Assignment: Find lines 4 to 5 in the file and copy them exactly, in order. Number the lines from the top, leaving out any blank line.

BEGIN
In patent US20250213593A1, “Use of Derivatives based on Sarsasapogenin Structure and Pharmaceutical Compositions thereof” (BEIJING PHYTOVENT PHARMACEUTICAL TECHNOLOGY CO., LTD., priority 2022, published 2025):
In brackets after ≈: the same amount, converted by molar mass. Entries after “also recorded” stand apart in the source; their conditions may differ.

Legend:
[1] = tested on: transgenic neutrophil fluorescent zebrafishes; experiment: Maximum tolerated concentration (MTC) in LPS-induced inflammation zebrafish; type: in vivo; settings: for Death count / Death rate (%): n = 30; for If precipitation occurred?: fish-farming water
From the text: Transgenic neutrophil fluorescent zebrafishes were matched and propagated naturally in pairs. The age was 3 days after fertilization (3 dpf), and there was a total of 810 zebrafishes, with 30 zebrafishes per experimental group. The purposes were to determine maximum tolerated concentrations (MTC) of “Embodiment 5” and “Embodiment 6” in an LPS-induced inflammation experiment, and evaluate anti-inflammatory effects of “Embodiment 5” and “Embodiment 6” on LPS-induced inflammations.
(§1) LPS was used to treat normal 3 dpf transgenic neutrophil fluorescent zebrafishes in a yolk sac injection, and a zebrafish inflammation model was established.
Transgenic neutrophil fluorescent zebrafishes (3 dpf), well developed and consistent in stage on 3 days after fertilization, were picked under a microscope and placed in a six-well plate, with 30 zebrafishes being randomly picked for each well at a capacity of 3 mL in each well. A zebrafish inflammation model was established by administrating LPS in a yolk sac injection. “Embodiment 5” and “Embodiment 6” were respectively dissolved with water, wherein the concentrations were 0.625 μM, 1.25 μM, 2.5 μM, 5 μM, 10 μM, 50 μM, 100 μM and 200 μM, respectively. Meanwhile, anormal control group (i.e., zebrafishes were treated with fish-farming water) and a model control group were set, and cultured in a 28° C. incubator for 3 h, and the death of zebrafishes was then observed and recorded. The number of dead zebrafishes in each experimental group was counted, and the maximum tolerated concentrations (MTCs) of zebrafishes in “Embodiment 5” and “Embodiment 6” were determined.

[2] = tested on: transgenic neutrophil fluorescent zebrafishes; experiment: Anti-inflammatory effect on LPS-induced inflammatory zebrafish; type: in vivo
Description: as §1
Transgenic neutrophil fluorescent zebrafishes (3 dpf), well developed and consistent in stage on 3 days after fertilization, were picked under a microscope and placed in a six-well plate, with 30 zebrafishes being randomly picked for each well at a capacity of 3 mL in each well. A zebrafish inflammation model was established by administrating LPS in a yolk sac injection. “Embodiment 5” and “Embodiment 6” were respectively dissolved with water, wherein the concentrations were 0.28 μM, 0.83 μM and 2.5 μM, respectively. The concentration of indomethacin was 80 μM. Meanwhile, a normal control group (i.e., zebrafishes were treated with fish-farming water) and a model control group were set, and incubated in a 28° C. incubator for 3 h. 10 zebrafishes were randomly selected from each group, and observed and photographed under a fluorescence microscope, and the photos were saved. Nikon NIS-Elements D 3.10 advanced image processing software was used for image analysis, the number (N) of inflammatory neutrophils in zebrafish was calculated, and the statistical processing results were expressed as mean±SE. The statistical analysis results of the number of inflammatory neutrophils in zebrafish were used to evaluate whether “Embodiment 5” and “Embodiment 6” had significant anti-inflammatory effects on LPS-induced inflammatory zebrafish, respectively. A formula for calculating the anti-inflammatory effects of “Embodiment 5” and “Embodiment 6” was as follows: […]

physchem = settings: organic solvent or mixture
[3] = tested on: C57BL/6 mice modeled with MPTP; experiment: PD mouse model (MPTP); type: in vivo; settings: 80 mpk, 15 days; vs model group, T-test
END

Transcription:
[1] = tested on: transgenic neutrophil fluorescent zebrafishes; experiment: Maximum tolerated concentration (MTC) in LPS-induced inflammation zebrafish; type: in vivo; settings: for Death count / Death rate (%): n = 30; for If precipitation occurred?: fish-farming water
From the text: Transgenic neutrophil fluorescent zebrafishes were matched and propagated naturally in pairs. The age was 3 days after fertilization (3 dpf), and there was a total of 810 zebrafishes, with 30 zebrafishes per experimental group. The purposes were to determine maximum tolerated concentrations (MTC) of “Embodiment 5” and “Embodiment 6” in an LPS-induced inflammation experiment, and evaluate anti-inflammatory effects of “Embodiment 5” and “Embodiment 6” on LPS-induced inflammations.